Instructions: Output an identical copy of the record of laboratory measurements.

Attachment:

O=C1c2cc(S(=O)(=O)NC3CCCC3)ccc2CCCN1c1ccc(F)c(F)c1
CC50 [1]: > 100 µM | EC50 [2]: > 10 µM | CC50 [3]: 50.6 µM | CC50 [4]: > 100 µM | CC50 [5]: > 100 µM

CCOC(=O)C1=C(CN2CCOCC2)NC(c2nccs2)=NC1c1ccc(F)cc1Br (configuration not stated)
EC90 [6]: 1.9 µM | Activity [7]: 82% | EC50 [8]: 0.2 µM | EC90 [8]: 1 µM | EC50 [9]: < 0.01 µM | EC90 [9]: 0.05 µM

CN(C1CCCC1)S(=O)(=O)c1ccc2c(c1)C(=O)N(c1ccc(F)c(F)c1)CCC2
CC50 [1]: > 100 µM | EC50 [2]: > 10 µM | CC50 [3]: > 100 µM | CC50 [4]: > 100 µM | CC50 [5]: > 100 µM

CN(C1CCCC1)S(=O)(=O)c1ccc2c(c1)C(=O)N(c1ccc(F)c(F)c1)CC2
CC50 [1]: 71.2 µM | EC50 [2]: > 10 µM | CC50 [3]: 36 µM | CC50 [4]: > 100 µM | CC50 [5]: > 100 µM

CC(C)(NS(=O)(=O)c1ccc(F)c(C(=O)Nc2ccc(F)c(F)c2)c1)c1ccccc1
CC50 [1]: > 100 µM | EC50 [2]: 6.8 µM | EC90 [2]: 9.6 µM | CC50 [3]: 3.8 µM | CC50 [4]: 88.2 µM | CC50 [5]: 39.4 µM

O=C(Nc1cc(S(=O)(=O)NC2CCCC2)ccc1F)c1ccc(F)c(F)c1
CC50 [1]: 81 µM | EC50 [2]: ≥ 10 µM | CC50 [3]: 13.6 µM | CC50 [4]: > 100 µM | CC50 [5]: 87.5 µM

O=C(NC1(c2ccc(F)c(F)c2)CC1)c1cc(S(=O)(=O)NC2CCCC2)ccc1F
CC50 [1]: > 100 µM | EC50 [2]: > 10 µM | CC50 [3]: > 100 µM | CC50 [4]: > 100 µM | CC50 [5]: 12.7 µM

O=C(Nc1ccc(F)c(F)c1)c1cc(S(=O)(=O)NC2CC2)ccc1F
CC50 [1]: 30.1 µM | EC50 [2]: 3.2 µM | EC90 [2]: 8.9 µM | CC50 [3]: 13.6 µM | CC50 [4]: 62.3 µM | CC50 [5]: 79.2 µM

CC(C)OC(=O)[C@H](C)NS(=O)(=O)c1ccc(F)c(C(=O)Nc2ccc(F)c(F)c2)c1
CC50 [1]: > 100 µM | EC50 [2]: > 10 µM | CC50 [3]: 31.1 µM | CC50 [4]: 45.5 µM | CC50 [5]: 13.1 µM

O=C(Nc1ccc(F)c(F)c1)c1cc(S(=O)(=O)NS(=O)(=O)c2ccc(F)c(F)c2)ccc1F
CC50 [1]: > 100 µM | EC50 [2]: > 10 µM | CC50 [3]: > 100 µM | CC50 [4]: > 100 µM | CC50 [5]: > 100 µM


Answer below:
O=C1c2cc(S(=O)(=O)NC3CCCC3)ccc2CCCN1c1ccc(F)c(F)c1
CC50 [1]: > 100 µM | EC50 [2]: > 10 µM | CC50 [3]: 50.6 µM | CC50 [4]: > 100 µM | CC50 [5]: > 100 µM

CCOC(=O)C1=C(CN2CCOCC2)NC(c2nccs2)=NC1c1ccc(F)cc1Br (configuration not stated)
EC90 [6]: 1.9 µM | Activity [7]: 82% | EC50 [8]: 0.2 µM | EC90 [8]: 1 µM | EC50 [9]: < 0.01 µM | EC90 [9]: 0.05 µM

CN(C1CCCC1)S(=O)(=O)c1ccc2c(c1)C(=O)N(c1ccc(F)c(F)c1)CCC2
CC50 [1]: > 100 µM | EC50 [2]: > 10 µM | CC50 [3]: > 100 µM | CC50 [4]: > 100 µM | CC50 [5]: > 100 µM

CN(C1CCCC1)S(=O)(=O)c1ccc2c(c1)C(=O)N(c1ccc(F)c(F)c1)CC2
CC50 [1]: 71.2 µM | EC50 [2]: > 10 µM | CC50 [3]: 36 µM | CC50 [4]: > 100 µM | CC50 [5]: > 100 µM

CC(C)(NS(=O)(=O)c1ccc(F)c(C(=O)Nc2ccc(F)c(F)c2)c1)c1ccccc1
CC50 [1]: > 100 µM | EC50 [2]: 6.8 µM | EC90 [2]: 9.6 µM | CC50 [3]: 3.8 µM | CC50 [4]: 88.2 µM | CC50 [5]: 39.4 µM

O=C(Nc1cc(S(=O)(=O)NC2CCCC2)ccc1F)c1ccc(F)c(F)c1
CC50 [1]: 81 µM | EC50 [2]: ≥ 10 µM | CC50 [3]: 13.6 µM | CC50 [4]: > 100 µM | CC50 [5]: 87.5 µM

O=C(NC1(c2ccc(F)c(F)c2)CC1)c1cc(S(=O)(=O)NC2CCCC2)ccc1F
CC50 [1]: > 100 µM | EC50 [2]: > 10 µM | CC50 [3]: > 100 µM | CC50 [4]: > 100 µM | CC50 [5]: 12.7 µM

O=C(Nc1ccc(F)c(F)c1)c1cc(S(=O)(=O)NC2CC2)ccc1F
CC50 [1]: 30.1 µM | EC50 [2]: 3.2 µM | EC90 [2]: 8.9 µM | CC50 [3]: 13.6 µM | CC50 [4]: 62.3 µM | CC50 [5]: 79.2 µM

CC(C)OC(=O)[C@H](C)NS(=O)(=O)c1ccc(F)c(C(=O)Nc2ccc(F)c(F)c2)c1
CC50 [1]: > 100 µM | EC50 [2]: > 10 µM | CC50 [3]: 31.1 µM | CC50 [4]: 45.5 µM | CC50 [5]: 13.1 µM

O=C(Nc1ccc(F)c(F)c1)c1cc(S(=O)(=O)NS(=O)(=O)c2ccc(F)c(F)c2)ccc1F
CC50 [1]: > 100 µM | EC50 [2]: > 10 µM | CC50 [3]: > 100 µM | CC50 [4]: > 100 µM | CC50 [5]: > 100 µM